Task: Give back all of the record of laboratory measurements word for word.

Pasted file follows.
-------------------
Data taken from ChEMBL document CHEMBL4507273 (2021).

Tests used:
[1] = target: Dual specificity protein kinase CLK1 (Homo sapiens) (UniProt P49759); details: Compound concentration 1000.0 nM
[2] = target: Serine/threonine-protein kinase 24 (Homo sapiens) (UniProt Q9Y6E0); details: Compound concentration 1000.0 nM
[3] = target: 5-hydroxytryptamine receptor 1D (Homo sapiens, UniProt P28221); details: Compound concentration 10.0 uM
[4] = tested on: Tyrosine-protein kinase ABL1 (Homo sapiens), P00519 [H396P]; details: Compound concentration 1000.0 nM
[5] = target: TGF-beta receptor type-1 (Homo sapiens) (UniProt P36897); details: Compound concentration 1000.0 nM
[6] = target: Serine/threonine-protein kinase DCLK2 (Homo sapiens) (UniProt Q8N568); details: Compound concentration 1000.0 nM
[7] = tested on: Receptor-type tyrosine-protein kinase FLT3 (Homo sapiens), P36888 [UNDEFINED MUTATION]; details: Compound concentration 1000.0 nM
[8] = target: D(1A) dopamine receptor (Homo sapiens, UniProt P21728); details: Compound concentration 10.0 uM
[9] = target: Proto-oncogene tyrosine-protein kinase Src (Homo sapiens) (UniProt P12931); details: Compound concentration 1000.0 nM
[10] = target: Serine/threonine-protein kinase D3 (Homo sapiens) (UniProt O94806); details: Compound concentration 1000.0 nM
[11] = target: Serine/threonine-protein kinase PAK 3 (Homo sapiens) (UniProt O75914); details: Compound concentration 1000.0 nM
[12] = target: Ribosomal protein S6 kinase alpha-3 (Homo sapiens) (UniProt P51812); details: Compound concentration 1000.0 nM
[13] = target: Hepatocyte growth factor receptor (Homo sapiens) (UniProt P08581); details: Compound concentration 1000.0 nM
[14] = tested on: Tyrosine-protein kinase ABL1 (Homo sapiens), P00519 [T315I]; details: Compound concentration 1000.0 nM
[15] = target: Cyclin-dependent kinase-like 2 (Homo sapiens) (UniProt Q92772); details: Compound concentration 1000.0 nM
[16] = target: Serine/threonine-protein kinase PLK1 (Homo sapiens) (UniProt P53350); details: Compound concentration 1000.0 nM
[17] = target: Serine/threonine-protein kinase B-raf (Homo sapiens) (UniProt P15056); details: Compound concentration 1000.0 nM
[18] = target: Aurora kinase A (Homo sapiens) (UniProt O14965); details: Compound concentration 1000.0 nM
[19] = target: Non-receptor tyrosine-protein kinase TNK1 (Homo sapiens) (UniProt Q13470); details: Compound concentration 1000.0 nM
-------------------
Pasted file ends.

Data taken from ChEMBL document CHEMBL4507273 (2021).

Tests used:
[1] = target: Dual specificity protein kinase CLK1 (Homo sapiens) (UniProt P49759); details: Compound concentration 1000.0 nM
[2] = target: Serine/threonine-protein kinase 24 (Homo sapiens) (UniProt Q9Y6E0); details: Compound concentration 1000.0 nM
[3] = target: 5-hydroxytryptamine receptor 1D (Homo sapiens, UniProt P28221); details: Compound concentration 10.0 uM
[4] = tested on: Tyrosine-protein kinase ABL1 (Homo sapiens), P00519 [H396P]; details: Compound concentration 1000.0 nM
[5] = target: TGF-beta receptor type-1 (Homo sapiens) (UniProt P36897); details: Compound concentration 1000.0 nM
[6] = target: Serine/threonine-protein kinase DCLK2 (Homo sapiens) (UniProt Q8N568); details: Compound concentration 1000.0 nM
[7] = tested on: Receptor-type tyrosine-protein kinase FLT3 (Homo sapiens), P36888 [UNDEFINED MUTATION]; details: Compound concentration 1000.0 nM
[8] = target: D(1A) dopamine receptor (Homo sapiens, UniProt P21728); details: Compound concentration 10.0 uM
[9] = target: Proto-oncogene tyrosine-protein kinase Src (Homo sapiens) (UniProt P12931); details: Compound concentration 1000.0 nM
[10] = target: Serine/threonine-protein kinase D3 (Homo sapiens) (UniProt O94806); details: Compound concentration 1000.0 nM
[11] = target: Serine/threonine-protein kinase PAK 3 (Homo sapiens) (UniProt O75914); details: Compound concentration 1000.0 nM
[12] = target: Ribosomal protein S6 kinase alpha-3 (Homo sapiens) (UniProt P51812); details: Compound concentration 1000.0 nM
[13] = target: Hepatocyte growth factor receptor (Homo sapiens) (UniProt P08581); details: Compound concentration 1000.0 nM
[14] = tested on: Tyrosine-protein kinase ABL1 (Homo sapiens), P00519 [T315I]; details: Compound concentration 1000.0 nM
[15] = target: Cyclin-dependent kinase-like 2 (Homo sapiens) (UniProt Q92772); details: Compound concentration 1000.0 nM
[16] = target: Serine/threonine-protein kinase PLK1 (Homo sapiens) (UniProt P53350); details: Compound concentration 1000.0 nM
[17] = target: Serine/threonine-protein kinase B-raf (Homo sapiens) (UniProt P15056); details: Compound concentration 1000.0 nM
[18] = target: Aurora kinase A (Homo sapiens) (UniProt O14965); details: Compound concentration 1000.0 nM
[19] = target: Non-receptor tyrosine-protein kinase TNK1 (Homo sapiens) (UniProt Q13470); details: Compound concentration 1000.0 nM